DRUG DRIVING — the law is changing
From March 2015, it will be a criminal offence to drive with more than trace amounts of drugs in your system
Offenders will face a £5,000 fine, up to six months in prison and an automatic 12-month driving ban
Drugs and driving are a dangerous combination
February's Poster of the Month concerns changes to the law on drugs and driving. These changes will take effect from March 2015.
Taking illegal drugs increases the risk of a serious or fatal crash.
It is estimated that drug driving could be responsible for up to 200 deaths every year. The effects of illegal drugs are unpredictable as they are unregulated and affect individual people differently.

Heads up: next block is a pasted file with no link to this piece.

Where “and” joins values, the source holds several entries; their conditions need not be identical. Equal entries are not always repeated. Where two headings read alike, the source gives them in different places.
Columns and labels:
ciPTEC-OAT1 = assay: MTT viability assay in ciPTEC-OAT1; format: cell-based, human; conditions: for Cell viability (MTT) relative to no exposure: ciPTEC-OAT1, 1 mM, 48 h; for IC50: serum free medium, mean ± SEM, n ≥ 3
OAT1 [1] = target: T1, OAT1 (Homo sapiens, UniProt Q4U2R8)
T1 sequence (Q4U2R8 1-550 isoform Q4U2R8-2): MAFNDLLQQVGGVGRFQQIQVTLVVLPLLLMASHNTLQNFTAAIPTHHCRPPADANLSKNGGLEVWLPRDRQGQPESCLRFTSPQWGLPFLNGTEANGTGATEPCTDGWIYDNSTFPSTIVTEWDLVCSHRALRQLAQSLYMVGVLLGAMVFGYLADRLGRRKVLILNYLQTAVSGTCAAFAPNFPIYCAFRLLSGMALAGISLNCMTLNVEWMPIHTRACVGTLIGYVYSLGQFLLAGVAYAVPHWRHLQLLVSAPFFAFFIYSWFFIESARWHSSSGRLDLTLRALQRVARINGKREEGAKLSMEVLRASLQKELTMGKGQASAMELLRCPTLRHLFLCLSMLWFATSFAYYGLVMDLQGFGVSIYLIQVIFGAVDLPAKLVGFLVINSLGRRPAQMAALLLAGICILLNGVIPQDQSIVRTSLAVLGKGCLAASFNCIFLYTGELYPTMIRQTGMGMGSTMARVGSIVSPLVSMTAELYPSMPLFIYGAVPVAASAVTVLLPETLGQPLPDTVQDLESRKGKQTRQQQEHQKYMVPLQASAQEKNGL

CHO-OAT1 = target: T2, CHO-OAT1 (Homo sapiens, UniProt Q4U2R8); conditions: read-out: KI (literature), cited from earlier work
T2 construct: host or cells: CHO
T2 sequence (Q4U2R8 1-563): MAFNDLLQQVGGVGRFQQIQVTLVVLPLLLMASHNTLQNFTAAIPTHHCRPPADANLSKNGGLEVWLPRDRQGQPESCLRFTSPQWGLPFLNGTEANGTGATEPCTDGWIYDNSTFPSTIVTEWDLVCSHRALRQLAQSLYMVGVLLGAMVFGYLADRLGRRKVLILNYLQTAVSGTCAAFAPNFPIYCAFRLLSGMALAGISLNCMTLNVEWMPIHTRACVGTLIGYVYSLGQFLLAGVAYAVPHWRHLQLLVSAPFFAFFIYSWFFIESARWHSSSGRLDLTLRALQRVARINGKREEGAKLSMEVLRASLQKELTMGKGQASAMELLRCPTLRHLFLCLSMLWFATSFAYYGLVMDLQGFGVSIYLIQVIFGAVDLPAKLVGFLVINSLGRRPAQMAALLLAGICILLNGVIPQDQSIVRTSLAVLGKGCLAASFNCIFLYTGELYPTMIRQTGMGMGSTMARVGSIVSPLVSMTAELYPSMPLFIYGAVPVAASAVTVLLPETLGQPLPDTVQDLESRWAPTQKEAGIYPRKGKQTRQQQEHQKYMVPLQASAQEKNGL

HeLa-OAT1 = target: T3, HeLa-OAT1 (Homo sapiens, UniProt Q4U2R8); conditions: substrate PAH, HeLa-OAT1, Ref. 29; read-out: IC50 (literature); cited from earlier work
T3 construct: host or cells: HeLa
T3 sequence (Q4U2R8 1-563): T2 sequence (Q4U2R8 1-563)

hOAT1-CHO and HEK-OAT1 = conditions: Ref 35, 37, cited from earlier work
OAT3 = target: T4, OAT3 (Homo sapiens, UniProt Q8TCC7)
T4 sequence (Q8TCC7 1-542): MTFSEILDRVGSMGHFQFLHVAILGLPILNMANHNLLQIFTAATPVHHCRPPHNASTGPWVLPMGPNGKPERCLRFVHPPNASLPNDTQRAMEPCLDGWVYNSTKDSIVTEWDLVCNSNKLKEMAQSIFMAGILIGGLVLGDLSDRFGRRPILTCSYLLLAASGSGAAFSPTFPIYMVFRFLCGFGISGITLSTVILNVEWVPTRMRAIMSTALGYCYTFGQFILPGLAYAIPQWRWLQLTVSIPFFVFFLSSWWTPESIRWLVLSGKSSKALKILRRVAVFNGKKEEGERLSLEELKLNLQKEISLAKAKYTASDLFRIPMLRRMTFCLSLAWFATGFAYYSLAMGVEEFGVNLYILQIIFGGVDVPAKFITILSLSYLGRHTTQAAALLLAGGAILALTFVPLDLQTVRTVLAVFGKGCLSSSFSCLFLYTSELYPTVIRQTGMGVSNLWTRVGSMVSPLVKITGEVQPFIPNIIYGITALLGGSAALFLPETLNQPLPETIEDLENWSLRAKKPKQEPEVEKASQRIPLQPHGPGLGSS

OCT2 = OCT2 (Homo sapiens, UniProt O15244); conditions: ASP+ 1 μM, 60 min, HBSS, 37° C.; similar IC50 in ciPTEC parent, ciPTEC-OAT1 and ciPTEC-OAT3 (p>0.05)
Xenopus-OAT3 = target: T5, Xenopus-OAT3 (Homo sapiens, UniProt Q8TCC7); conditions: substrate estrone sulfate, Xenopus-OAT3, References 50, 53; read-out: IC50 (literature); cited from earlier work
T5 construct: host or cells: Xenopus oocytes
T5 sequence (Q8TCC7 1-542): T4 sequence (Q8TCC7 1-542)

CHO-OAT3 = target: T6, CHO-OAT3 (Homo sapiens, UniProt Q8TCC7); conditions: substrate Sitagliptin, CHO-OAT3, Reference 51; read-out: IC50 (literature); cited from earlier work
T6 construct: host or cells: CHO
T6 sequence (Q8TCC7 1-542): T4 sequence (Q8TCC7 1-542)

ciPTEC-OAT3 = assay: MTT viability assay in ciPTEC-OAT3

According to Brake, the risk of a serious or fatal crash increases:
- up to 4 times if the driver has taken cannabis;
- 2–10 times if the driver has taken cocaine / illegal opiates;
- 5–30 times if the driver has taken multiple drugs; and
- more than 23 times if the driver has combined illegal drugs with alcohol
All of these statistics apply when compared to a driver who is drug-free and sober.
Medical drugs can also be risky.
Medical drugs can impair driving ability by causing drowsiness or affecting the driver's vision, coordination or concentration.
Specific examples include:
- cough and cold medicines
- sleeping tablets
- epilepsy medication
- hayfever and allergy relief
Medication that affects a person's ability to drive or operate machinery is required to carry a warning. However, many drivers are unaware that such medications carry a risk. Research shows that one in six UK drivers ignores such warnings or fails to check the label at all.
Kodiak posters regularly cover drug driving — including both illegal and medical drugs.